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Leading US historian says the Supreme Court ‘Made a Mistake Badly’ with Trump Ruling!


CNS NewsThe US Supreme Court faced criticism from a prominent historian and analyst of presidential politics, who asserted that the Court’s recent ruling regarding former President Donald Trump was a significant error. Allan Lichtman, a professor at American University in Washington DC known for accurately predicting presidential election outcomes since 1984, expressed disappointment in the Court’s decision regarding Colorado’s attempt to remove Trump from the ballot for his alleged role in inciting the January 6 insurrection.

In a unanimous ruling handed down on Monday, just before Colorado’s Super Tuesday primary, the Supreme Court determined that Colorado had no grounds to disqualify Trump from the ballot, asserting that only Congress holds the authority to disqualify a candidate for federal office.

This decision drew criticism from Lichtman and other historians who had argued in an amicus brief that Trump should be removed from the ballot under section three of the 14th amendment, which was ratified in 1868 to prevent former Confederates from holding office.

Lichtman emphasized the historical context behind the 14th amendment, contending that it was intended to serve as a check on insurrection and should apply to the presidency without requiring additional action from Congress. Despite the Court’s ruling, Lichtman found some positives, noting that the Court acknowledged the applicability of the 14th amendment to the presidency and indicated that disqualification could extend beyond ex-Confederates.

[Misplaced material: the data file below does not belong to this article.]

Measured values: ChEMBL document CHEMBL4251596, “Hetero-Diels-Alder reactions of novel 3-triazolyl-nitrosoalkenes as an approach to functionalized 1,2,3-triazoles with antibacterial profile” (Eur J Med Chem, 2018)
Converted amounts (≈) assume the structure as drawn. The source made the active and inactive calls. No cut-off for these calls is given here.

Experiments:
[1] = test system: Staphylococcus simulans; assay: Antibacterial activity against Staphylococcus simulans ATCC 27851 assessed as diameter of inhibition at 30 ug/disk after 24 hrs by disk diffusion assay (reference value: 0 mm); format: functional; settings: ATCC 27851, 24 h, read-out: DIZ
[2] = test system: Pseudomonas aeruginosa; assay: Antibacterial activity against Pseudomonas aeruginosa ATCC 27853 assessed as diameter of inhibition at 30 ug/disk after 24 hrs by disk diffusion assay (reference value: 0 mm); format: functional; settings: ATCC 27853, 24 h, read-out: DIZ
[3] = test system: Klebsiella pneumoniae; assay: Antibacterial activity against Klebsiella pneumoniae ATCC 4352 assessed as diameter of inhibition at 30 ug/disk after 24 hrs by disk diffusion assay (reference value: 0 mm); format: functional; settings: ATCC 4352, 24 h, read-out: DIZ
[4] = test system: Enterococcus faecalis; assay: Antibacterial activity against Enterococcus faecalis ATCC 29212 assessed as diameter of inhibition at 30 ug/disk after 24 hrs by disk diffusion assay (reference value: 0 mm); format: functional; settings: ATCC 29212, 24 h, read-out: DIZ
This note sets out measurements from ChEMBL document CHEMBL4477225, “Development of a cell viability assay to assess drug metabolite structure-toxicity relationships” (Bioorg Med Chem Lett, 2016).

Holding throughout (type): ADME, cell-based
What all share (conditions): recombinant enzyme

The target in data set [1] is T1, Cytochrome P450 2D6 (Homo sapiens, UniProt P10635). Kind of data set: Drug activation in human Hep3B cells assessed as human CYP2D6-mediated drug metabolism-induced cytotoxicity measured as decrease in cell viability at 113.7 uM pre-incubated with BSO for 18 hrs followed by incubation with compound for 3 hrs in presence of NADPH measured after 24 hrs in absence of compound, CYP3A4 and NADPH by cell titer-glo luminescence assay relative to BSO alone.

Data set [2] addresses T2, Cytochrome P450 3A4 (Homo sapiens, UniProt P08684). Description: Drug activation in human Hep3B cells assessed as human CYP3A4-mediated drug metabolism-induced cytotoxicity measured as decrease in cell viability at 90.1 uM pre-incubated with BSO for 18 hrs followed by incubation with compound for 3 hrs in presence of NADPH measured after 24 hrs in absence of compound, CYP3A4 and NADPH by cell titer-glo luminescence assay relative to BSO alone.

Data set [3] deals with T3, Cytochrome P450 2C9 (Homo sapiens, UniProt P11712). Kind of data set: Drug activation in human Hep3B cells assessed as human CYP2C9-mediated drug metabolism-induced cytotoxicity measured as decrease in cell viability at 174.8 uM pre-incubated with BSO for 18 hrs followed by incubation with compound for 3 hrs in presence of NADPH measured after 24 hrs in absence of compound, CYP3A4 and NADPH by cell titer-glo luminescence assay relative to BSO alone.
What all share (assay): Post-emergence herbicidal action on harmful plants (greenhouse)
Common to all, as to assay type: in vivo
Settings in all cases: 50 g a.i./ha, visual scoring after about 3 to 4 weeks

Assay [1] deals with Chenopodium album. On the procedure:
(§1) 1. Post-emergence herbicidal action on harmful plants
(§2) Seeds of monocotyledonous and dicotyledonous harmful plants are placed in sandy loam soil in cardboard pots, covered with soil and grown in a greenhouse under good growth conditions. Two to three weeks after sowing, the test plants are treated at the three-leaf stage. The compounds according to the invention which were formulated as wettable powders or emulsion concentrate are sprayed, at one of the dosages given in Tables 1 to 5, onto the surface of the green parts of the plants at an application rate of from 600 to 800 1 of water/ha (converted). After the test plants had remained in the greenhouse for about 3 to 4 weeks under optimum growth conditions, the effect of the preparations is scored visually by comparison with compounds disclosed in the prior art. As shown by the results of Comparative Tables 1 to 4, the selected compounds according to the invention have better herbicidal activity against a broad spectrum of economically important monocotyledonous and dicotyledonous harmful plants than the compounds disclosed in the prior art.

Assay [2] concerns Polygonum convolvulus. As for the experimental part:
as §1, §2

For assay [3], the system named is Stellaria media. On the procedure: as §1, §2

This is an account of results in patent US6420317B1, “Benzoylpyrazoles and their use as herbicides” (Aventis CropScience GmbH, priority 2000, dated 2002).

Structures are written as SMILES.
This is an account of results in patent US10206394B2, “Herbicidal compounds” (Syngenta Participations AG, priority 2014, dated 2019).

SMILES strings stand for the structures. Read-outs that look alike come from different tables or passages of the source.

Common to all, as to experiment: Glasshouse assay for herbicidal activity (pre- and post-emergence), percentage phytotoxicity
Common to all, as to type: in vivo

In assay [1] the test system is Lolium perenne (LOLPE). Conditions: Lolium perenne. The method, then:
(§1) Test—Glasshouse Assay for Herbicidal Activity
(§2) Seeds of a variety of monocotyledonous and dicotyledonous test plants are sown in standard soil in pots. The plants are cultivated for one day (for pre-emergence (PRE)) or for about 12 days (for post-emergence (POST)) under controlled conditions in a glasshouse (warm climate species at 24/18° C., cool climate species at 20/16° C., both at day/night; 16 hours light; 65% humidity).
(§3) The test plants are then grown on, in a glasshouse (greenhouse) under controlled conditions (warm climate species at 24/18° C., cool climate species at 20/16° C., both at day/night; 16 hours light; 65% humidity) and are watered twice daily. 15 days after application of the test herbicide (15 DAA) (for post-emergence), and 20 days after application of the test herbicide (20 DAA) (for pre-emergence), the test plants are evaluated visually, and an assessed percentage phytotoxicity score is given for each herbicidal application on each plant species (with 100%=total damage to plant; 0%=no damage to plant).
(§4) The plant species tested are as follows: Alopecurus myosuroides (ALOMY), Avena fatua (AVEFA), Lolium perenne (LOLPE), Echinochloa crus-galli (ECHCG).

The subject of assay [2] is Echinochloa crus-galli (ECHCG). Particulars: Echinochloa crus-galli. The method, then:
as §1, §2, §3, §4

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However, the decision was not without its dissenters. Manisha Sinha, one of the signatories to the amicus brief, expressed disappointment with the Court’s reliance on Congress to enact disqualification procedures, suggesting that it may embolden future insurrectionists.

While the liberal justices raised concerns about the Court’s interpretation, Sinha lamented what she perceived as a departure from the conservative emphasis on states’ rights. Despite the legal setback for efforts to hold Trump accountable, Lichtman and others remain committed to challenging the decision, underscoring the ongoing significance of the case amid the broader political landscape.

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